By Nick Daschel

The Oregonian

Next up

No. 9 Oregon St. at No. 3 Oregon

When: 6 p.m. Friday

TV: Pac-12 (Ore)

CORVALLIS — Scott Rueck calls this week “weird.” Katie McWilliams says, “It’s another game, another Civil War.”

It is an unusual week for Oregon State women’s basketball, but it is hardly another Civil War.

One, the Beavers are accustomed to. The other, unprecedented.

For the first time since the 2012-13 season, Oregon State and Oregon play back-to-back games. It is like no other situation on either team’s schedule. OSU heads to Eugene on Friday to play the Ducks, then returns to Corvallis for an ESPN2-televised showdown against Oregon.

“It’s weird. I don’t think anybody loves it, but at the same time it presents an interesting challenge,” Rueck said.

But Friday’s game, and Monday’s game — depending on how the rankings shake out earlier in the day — mark the first all-top-10 Civil War in the series’ 93-game history. Oregon (12-0 Pac-12, 23-1 overall) is No. 3 and leading the Pac-12, while Oregon State (10-2, 20-4) is No. 9 and alone in second place.

Neither game will go unnoticed. Friday’s 6 p.m. game is a sellout at Matthew Knight Arena, as the Ducks announced earlier this week on social media.

Hard to say where Monday’s 6 p.m. game at Gill Coliseum stands, although it is one of two nationally televised women’s games that day. Oregon State declined to answer how close Monday’s OSU-Oregon game is to a sellout.

Regardless if there is one or 10,000 in Gill — and certainly a capacity crowd at MKA — the Beavers will have their hands full.

Just look at last week’s results. Oregon State struggled to get its offense going against Stanford and lost 61-44. Two days later, the Ducks pasted the Cardinal 88-48, handing Stanford its worst loss of the 33-year Tara VanDerveer era.

What chance does ­Oregon State have facing an Oregon juggernaut coming off a boat-racing of the Stanford team that handled the Beavers?

When the Beavers look at the Stanford-Oregon video, they will ignore the end result.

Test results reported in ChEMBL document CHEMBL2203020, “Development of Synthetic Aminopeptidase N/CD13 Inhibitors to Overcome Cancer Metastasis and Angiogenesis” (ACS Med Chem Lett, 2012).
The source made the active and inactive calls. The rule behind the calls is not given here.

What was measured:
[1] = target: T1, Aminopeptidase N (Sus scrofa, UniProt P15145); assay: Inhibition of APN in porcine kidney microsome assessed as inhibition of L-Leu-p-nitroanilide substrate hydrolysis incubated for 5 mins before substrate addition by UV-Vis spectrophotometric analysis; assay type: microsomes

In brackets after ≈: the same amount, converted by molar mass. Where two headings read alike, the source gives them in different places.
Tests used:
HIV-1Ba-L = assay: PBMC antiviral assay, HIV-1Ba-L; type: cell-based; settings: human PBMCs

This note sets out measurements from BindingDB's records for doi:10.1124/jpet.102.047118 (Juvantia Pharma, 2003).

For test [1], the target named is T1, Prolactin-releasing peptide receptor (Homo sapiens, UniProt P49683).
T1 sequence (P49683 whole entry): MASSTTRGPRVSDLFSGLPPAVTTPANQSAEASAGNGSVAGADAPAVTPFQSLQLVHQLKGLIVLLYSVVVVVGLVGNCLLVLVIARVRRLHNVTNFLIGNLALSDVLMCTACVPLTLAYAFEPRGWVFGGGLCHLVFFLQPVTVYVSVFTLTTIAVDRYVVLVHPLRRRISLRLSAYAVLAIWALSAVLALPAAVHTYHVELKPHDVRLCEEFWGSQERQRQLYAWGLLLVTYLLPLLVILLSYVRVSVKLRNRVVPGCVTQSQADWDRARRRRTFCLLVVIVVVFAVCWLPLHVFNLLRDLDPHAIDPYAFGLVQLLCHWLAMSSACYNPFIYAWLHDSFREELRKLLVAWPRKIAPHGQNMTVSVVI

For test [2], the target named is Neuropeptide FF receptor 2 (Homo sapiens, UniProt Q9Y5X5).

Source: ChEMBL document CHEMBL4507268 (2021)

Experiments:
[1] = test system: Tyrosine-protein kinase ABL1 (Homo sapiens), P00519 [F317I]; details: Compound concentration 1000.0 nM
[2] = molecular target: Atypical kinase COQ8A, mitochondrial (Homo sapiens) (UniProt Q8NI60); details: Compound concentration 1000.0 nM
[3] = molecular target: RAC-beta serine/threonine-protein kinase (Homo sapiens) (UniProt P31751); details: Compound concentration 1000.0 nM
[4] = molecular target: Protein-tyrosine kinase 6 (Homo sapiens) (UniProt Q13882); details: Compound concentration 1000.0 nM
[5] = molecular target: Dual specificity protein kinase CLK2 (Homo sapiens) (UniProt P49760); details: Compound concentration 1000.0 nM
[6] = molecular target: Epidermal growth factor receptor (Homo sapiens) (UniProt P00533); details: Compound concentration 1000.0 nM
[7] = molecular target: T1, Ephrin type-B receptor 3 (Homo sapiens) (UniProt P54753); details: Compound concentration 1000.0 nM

“You can’t get emotional about this. This is X’s and O’s, this is what they do, this what we have to do to stop it,” Rueck said. “Who cares what Stanford did? This is about us. This is about what they do, and what we do.

“I don’t think anybody on our team thinks our Stanford game was a true representation of us.”

Rueck also points out that a Pac-12 team preparing for the Oregon schools is like no other in league play. It is the only time a team must get ready to play back-to-back top-10 teams during the same weekend.

“It’s a lot to prep for,” Rueck said.

But Rueck believes Oregon State is better for going through the experience of last week, where Stanford imposed its will and won going away. Two days later, the Beavers got in a deep hole against California but dug out and won 82-74.

“How do you respond when you get punched in the face on the road, that was the lesson,” Rueck said. “Really the first time that happened to this group, and it turned out to be a positive.”

As for this year’s Civil War games, they are unlike many in recent years as Oregon State is truly an underdog. From 2011 to 2018, the Beavers won 14 consecutive games against Oregon, a streak that came to an end last January in Eugene, when the Ducks won 75-63.

Oregon has won a current NCAA-high 16 consecutive games, all but two by double-digit margins. The Beavers have won 20 games for a sixth consecutive year, but their resume does not have quite as much pizazz as the Ducks.

But it is good enough that on Monday the NCAA announced its first look at how it views the top 16 teams in the women’s tournament and gave OSU the No. 3 seed in the Albany regional. Rueck said he would have been surprised if the Beavers were not among the top 16 seeds, adding that “we honestly should have been higher than we were.”

This week’s games are Oregon State’s chance to speak to the committee. Beat Oregon, even once, and it’s a statement. Some believe the Ducks are the country’s best team, as they earned three first-place votes in this week’s Associated Press Top 25 ranking.

Oregon is far more than triple-double savant Sabrina Ionescu, who is on a short list for national player of the year. The Ducks’ five starters all have double-figure scoring averages. Oregon leads the nation in scoring (90.2 points) and 3-point shooting (43.8 percent).

“This is no longer the team of two years ago figuring it out, or even last year kind of figuring it out,” Rueck said. “This team knows exactly where it wants to go with the ball.”

Rueck listed several things Oregon State must do to overcome Oregon this weekend. But after hearing all the little things Rueck mentioned, what matters most are his first four words.

“Well, a great effort,” he said.